Showing results for 
Search instead for 
Did you mean: 

Helping BF rebuild credit

Regular Contributor

Helping BF rebuild credit

Posted this over on the relationship and money board but didn't get many responses.....thought maybe some people on the rebuilders thread could offer some input.


My bf and I moved in together this year, and we plan on getting married one day. Our finances are completely separate and will remain so until we get married. We  are both in our late twenties and I guess you could say we are at two different places financially. I've got a good job that I've been at for a few years and since then I've taken steps to reduce my own debt and develop a healthy credit history. My bf on the other hand isn't really happy with his job and is planning on going back to school. Like myself he's made some credit mistakes when he was younger but with the pay at his current job, unlike me, he hasn't had the money to be able to try and pay/settle some of those blemishes that remain on his credit report. He has student loans reporting and a car loan, but no open credit card on his account. So I've decided to add him on to two of my accounts as an authorized user so that he has some open credit card accounts with good history on his report. I know this will help his score, but is it sufficient enough that at some point he will be able to open an account in his own name? Do creditors look at authorized user accounts on your report differently than if the account was solely yours? Or should he also get a secured credit card account in his name?


Obviously I know getting the negative stuff off will help quite a bit, which I've been helping him try to work on....but want to try to maximize the amount of positive stuff he can do now as well to try to get the best results.

Message 1 of 3
Moderator Emeritus

Re: Helping BF rebuild credit

AUs are usually treated the same. Some lenders will take issue if you are 100% reliant upon them. Per FICO, they (AUs and individual or joint ownership) are treated equally.


If I had to advise him, I'd tell him not to apply for any credit. I'd tell him no to credit if he's not planning to work full-time. Without an income and a means to pay the bills, I'd tell him to go cash-only for the time being, or until he starts working again. I'd even go further and tell him to reserve the savings he has to take care of his car and SLs as opposed to using it for past debts. There's no need to focus on repair if he isn't applying for anything. You'd also want to have cash on hand for any emergency fund and to have savings set aside if he were to be sued for any past debt still inside SOL.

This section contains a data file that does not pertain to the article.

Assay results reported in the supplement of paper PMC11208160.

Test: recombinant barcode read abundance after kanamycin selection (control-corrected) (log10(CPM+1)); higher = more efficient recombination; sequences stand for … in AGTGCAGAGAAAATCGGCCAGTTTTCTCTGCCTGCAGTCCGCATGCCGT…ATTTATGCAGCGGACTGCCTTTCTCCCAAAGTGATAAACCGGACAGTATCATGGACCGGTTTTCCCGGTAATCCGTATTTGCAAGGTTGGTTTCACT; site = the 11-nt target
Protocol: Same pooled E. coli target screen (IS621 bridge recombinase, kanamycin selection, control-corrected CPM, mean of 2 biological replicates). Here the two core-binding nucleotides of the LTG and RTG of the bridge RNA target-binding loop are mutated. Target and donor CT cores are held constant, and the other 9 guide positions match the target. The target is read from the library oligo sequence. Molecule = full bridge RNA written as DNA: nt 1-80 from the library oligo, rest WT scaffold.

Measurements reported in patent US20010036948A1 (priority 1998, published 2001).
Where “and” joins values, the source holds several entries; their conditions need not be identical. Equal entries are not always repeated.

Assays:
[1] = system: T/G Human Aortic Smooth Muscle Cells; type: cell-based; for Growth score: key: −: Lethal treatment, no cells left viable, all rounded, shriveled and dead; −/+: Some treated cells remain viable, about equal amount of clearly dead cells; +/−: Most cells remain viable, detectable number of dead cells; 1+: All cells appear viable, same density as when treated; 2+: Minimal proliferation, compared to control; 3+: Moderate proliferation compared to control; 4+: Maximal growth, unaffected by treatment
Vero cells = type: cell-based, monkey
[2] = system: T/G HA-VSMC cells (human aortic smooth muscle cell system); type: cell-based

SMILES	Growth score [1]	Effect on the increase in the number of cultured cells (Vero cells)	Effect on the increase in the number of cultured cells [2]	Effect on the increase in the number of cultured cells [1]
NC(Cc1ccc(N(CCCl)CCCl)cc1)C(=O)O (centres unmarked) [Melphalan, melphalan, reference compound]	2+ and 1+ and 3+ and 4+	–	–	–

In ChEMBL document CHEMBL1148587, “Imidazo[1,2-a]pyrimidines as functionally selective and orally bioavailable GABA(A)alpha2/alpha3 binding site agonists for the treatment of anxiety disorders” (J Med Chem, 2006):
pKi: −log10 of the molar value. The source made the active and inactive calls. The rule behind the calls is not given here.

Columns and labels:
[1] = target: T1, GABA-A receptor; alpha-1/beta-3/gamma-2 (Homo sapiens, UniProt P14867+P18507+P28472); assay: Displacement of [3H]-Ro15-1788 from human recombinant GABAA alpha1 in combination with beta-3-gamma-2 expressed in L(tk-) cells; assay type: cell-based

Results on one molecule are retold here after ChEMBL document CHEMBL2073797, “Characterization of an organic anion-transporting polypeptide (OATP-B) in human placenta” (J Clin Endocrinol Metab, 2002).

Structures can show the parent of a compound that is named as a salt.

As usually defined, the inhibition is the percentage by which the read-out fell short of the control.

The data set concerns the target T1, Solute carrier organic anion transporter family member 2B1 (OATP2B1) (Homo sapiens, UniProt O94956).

Message 2 of 3
Regular Contributor

Re: Helping BF rebuild credit

I definitely told him not to apply for anything for awhile until he has a chance to work on his current issues, and hopefully being an authorized user on some of my accounts with higher limits once he's in a good financial position where he wants to get his own card hopefully he can get something better than say first premier or credit one. 


He didn't have much credit to begin with so I think it's really only one credit card that the creditor closed, and then I believe a few unpaid medical bills. He's been doing a bit of traveling or work reasons, so I think that's where the feeling comes from that he needs at least one credit card for things like car rentals, hotels, etc.; so I think putting him on mine solves those issues. I think the biggest reason he has been adamant about trying to improve his credit is once we're married he doesn't want to be the reason that say we can't qualify for the best rate on a mortgage or a car loan, or feel like he's skimping on an engagement ring because if he doesn't have whatever he wants to spend on hand in cash and he can't qualify for financing....which are all admirable reasons, but I just feel like he thinks there is a magical cure to turn it around quickly. I've tried to reiterate that the best thing for your credit is time.....but just want to make sure that I'm suggesting all the right things to see consistent improvements in his credit score overtime.


I think getting the secured card is a good idea so that its building history now while his credit is not the best, so that its not starting at ground zero with new accounts once his score improves.

Message 3 of 3